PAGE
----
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Geophysical & Astrophysical Fluid Dynamics
ISSN: 0309-1929 (Print) 1029-0419 (Online) Journal homepage: http://www.tandfonline.com/loi/ggaf20
Magnetic helicity generation in the frame of
Kazantsev model
Egor V. Yushkov & Alexander S. Lukin
To cite this article: Egor V. Yushkov & Alexander S. Lukin (2017): Magnetic helicity generation
in the frame of Kazantsev model, Geophysical & Astrophysical Fluid Dynamics, DOI:
10.1080/03091929.2017.1388376
To link to this article: http://dx.doi.org/10.1080/03091929.2017.1388376
Published online: 23 Oct 2017.
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Download by: [UAE University]
Date: 25 October 2017, At: 15:52
GEOPHYSICAL & ASTROPHYSICAL FLUID DYNAMICS, 2017
https://doi.org/10.1080/03091929.2017.1388376
Magnetic helicity generation in the frame of Kazantsev model
Egor V. Yushkova,b and Alexander S. Lukina,b,c
Downloaded by [UAE University] at 15:52 25 October 2017
a Faculty of Physics, Department of Mathematics, Lomonosov University, Moscow, Russia; b Space Research
Institute RAS (IKI), Moscow, Russia; c National Research University Higher School of Economics, Moscow, Russia
ABSTRACT
ARTICLE HISTORY
Using a magnetic dynamo model, suggested by Kazantsev (J. Exp.
Theor. Phys. 1968, vol. 26, p. 1031), we study the small-scale
helicity generation in a turbulent electrically conducting fluid. We
obtain the asymptotic dependencies of dynamo growth rate and
magnetic correlation functions on magnetic Reynolds numbers.
Special attention is devoted to the comparison of a longitudinal
correlation function and a function of magnetic helicity for various
conditions of asymmetric turbulent flows. We compare the analytical
solutions on small scales with numerical results, calculated by
an iterative algorithm on non-uniform grids. We show that the
exponential growth of current helicity is simultaneous with the
magnetic energy for Reynolds numbers larger than some critical value
and estimate this value for various types of asymmetry.
Received 8 June 2017
Accepted 2 October 2017
KEYWORDS
Small-scale dynamo;
Kazantsev model;
asymptotic and numerical
analysis; large magnetic
Reynolds number
1. Introduction
The motion of a conducting fluid with frozen-in magnetic field can support the growth of
average field characteristics such as magnetic energy B 2 and current helicity B·[∇ ×
B] (Landau et al. 1960, Berger 1999, Brown et al. 1999). This process, usually called
a magnetic dynamo, is assumed as the most probable mechanism for the formation of
the magnetospheres of planets, stars and galaxies (see e.g. Molchanov et al. 1985). The
traditional method of dynamo analysis for these astronomical objects is connected with
spatial averaging on a typical correlation length of a random velocity field. Of course,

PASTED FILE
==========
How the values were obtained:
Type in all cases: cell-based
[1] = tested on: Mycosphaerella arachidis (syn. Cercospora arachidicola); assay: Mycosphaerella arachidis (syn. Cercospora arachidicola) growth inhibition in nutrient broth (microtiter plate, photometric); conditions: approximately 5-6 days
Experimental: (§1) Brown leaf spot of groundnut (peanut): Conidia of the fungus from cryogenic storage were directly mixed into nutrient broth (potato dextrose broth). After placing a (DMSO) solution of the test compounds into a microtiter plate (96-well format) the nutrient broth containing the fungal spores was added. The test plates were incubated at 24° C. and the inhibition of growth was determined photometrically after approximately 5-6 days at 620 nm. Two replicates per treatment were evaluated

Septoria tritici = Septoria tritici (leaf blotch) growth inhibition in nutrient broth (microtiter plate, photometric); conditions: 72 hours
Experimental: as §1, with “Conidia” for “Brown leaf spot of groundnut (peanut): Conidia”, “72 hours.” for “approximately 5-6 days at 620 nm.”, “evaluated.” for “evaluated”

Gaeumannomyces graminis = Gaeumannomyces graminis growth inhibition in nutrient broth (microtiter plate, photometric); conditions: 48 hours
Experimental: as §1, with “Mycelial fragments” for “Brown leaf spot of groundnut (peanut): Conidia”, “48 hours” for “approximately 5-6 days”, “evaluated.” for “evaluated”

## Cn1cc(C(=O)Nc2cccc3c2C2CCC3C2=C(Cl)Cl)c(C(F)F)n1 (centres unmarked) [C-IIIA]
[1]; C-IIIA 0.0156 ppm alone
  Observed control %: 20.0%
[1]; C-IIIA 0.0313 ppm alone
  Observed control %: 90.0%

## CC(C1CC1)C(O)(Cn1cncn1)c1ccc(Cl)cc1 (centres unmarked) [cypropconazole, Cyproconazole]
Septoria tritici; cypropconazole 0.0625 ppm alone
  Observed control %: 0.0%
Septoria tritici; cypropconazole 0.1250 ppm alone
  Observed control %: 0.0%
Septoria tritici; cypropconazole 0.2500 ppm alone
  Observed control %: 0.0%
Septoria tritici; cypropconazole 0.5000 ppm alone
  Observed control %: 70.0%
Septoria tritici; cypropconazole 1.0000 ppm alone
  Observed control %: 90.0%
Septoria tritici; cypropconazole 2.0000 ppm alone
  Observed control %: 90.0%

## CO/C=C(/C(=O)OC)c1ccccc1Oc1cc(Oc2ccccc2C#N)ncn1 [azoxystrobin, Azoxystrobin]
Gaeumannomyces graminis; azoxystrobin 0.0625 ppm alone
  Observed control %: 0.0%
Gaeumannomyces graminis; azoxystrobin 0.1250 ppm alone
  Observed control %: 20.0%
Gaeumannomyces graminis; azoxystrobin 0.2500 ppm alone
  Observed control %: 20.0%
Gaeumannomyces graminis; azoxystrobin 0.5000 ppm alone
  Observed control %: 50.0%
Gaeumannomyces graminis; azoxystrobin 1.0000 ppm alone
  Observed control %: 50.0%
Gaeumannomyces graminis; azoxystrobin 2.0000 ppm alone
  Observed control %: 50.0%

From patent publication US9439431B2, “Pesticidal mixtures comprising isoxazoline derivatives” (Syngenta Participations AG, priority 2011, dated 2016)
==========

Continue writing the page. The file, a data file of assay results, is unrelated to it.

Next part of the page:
such averaged problems can describe only large-scale effects, however a general analysis
without spatial averaging is also possible (Kraichnan 1968, Moffatt 1978, Subramanian
1997, Subramanian 2003). This approach allows us to study the dynamo not only on large
scales but also for small dissipation. However, as this is more complex and problematical,
in our work we consider only the simplest case of turbulent isotropic flows with very short
velocity correlation times.
The use of a delta-correlated velocity field model with small, but equal (for all scales)
correlation time intervals was suggested by Kazantsev (1968). The equation derived within
this framework, describes the small-scale turbulent dynamo. For a long time it was considered as fundamental and was studied by both analytical and numerical methods (see
e.g. Novikov et al. 1983, Molchanov et al. 1985). In particular, for a mirror-symmetric
CONTACT Egor V. Yushkov
yushkov.msu@mail.ru
© 2017 Informa UK Limited, trading as Taylor & Francis Group
2
E. V. YUSHKOV AND A. S. LUKIN
isotropic velocity field the exponential temporal growth of the magnetic energy had
been demonstrated for large enough Reynolds numbers (see Zeldovich et al. 1990, and
references therein). Meanwhile, the question about the small-scale generation of the
averaged magnetic field in asymmetric flows had not been considered until Vainshtein
and Kichatinov (1986) (and a little bit later, but independently by Subramanian 1997),
who deduced the system, which describes not only symmetric but also an asymmetric part
of correlation tensor:
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where
Mt = 2r −4 (r 4 ηMr )r + 2Mr −4 (r 4 ηr )r − 4αK ,
Kt = r −4 r 4 (αM + 2ηK)r r ,
(1b)
α(r) = G0 − G(r) .
(1c)
(1a)
The system of Equations (1a,b) unequivocally defines the evolution of a longitudinal